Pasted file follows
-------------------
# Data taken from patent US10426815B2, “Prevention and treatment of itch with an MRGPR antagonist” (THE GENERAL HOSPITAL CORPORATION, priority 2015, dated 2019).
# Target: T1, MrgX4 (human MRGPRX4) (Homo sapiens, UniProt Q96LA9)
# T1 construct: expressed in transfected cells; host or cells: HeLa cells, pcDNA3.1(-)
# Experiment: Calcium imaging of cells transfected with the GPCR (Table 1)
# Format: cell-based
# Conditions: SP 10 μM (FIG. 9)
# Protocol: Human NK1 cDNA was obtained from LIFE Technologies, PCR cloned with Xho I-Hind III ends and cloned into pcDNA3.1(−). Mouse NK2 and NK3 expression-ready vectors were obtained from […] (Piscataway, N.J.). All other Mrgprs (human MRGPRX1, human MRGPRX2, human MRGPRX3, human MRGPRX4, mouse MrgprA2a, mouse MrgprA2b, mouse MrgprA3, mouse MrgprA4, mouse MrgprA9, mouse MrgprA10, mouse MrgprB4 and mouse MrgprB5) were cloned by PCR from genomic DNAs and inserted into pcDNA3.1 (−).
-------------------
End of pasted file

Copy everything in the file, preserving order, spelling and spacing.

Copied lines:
# Data taken from patent US10426815B2, “Prevention and treatment of itch with an MRGPR antagonist” (THE GENERAL HOSPITAL CORPORATION, priority 2015, dated 2019).
# Target: T1, MrgX4 (human MRGPRX4) (Homo sapiens, UniProt Q96LA9)
# T1 construct: expressed in transfected cells; host or cells: HeLa cells, pcDNA3.1(-)
# Experiment: Calcium imaging of cells transfected with the GPCR (Table 1)
# Format: cell-based
# Conditions: SP 10 μM (FIG. 9)
# Protocol: Human NK1 cDNA was obtained from LIFE Technologies, PCR cloned with Xho I-Hind III ends and cloned into pcDNA3.1(−). Mouse NK2 and NK3 expression-ready vectors were obtained from […] (Piscataway, N.J.). All other Mrgprs (human MRGPRX1, human MRGPRX2, human MRGPRX3, human MRGPRX4, mouse MrgprA2a, mouse MrgprA2b, mouse MrgprA3, mouse MrgprA4, mouse MrgprA9, mouse MrgprA10, mouse MrgprB4 and mouse MrgprB5) were cloned by PCR from genomic DNAs and inserted into pcDNA3.1 (−).